Graphcore calls for UK regulator to block Nvidia’s Arm takeover
The semiconductor provider has objected to the acquisition in a 'major submission' to the UK's Competition and Markets Authority
Hermann Hauser, who was involved in the development of the first Arm processor, told the publication that the British semiconductor maker has objected to the acquisition in a “major submission” to the UK’s Competition and Markets Authority (CMA).
Hauser has been a long-time critic of the deal, previously describing it as “an absolute disaster for Cambridge, the UK and Europe”.
"Nvidia will destroy ARM's business model," Hauser told BBC Radio 4 in September. "The business model of Arm is being the Switzerland of the semiconductor industry, of dealing with over 500 licensees, most of which are competitors of Nvidia."
Over the weekend, Hauser reignited his accusations that the takeover is anti-competitive, telling CNBC that "if Nvidia can merge the Arm and Nvidia designs in the same software, then that locks out companies like Graphcore from entering the seller market and entering a close relationship with Arm”.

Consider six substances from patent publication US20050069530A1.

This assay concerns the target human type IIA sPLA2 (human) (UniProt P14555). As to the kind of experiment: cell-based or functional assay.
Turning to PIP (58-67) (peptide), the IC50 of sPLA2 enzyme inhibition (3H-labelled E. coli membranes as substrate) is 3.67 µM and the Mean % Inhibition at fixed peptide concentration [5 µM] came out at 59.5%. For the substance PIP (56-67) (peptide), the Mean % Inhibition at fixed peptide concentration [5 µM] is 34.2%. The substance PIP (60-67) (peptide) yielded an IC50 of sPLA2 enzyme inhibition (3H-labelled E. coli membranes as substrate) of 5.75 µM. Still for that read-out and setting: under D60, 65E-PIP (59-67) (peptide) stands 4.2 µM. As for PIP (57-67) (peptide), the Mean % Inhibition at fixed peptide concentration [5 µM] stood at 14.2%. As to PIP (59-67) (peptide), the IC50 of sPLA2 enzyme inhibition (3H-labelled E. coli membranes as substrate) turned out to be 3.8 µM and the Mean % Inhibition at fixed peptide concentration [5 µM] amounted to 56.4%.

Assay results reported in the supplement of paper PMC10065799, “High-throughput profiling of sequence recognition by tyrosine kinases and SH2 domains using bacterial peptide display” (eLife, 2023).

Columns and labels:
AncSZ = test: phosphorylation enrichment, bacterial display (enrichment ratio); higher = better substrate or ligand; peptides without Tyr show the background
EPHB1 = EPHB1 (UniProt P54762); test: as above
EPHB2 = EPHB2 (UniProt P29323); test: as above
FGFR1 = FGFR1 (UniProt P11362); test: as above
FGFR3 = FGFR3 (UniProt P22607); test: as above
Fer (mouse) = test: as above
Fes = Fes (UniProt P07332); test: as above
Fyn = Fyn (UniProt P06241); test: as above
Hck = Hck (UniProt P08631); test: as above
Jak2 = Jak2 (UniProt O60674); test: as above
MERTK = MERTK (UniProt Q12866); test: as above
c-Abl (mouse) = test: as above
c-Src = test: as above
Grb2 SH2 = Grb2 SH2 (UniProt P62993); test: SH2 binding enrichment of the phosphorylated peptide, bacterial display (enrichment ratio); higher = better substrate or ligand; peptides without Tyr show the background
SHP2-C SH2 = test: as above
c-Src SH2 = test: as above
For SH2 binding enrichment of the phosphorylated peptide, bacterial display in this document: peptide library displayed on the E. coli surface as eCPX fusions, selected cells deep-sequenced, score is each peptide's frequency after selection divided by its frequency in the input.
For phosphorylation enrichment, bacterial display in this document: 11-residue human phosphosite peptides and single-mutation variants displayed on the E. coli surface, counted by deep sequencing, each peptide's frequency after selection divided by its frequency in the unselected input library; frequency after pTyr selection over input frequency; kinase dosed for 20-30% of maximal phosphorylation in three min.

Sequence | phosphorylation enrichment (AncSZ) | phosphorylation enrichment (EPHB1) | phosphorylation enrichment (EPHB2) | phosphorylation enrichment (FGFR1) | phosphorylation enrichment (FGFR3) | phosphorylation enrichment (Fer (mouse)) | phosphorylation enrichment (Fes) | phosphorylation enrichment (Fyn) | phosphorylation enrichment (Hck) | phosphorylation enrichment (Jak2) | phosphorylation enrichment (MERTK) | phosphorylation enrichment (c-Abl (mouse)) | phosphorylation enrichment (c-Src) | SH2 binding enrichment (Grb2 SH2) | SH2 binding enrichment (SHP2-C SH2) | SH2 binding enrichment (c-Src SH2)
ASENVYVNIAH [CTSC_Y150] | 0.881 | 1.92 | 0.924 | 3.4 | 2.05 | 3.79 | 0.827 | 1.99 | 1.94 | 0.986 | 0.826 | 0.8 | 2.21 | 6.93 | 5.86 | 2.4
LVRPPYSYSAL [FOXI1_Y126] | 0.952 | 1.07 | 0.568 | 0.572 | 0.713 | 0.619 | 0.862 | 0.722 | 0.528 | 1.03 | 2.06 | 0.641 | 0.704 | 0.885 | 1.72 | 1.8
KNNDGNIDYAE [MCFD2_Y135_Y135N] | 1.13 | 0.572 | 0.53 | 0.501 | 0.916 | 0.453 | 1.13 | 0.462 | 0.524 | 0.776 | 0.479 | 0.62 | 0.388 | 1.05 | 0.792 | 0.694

Graphcore has now reportedly escalated its objection to the acquisition to the CMA. Hauser is an investor in Graphcore through his venture capital company Amadeus Capital, which he co-founded in 1997.
IT Pro has contacted Graphcore and the CMA for comment but has yet to receive a response.
News of Graphcore's submission comes just days after it was revealed that the EU is expected to also launch a competition investigation into the controversial acquisition, with officials and advisors in Brussels saying that it warrants "serious scrutiny".
A number of Nvidia's competitors had reportedly lobbied the UK and EU governments to investigate the deal, with Graphcore being the first business to be specifically named.
The CMA previously said that it would consider the takeover and seek insight and opinions from third-parties up until 26 January. With the deadline gone, the CMA is set to review "whether, following the takeover, Arm has an incentive to withdraw, raise prices or reduce the quality of its IP licensing services to Nvidia's rivals".
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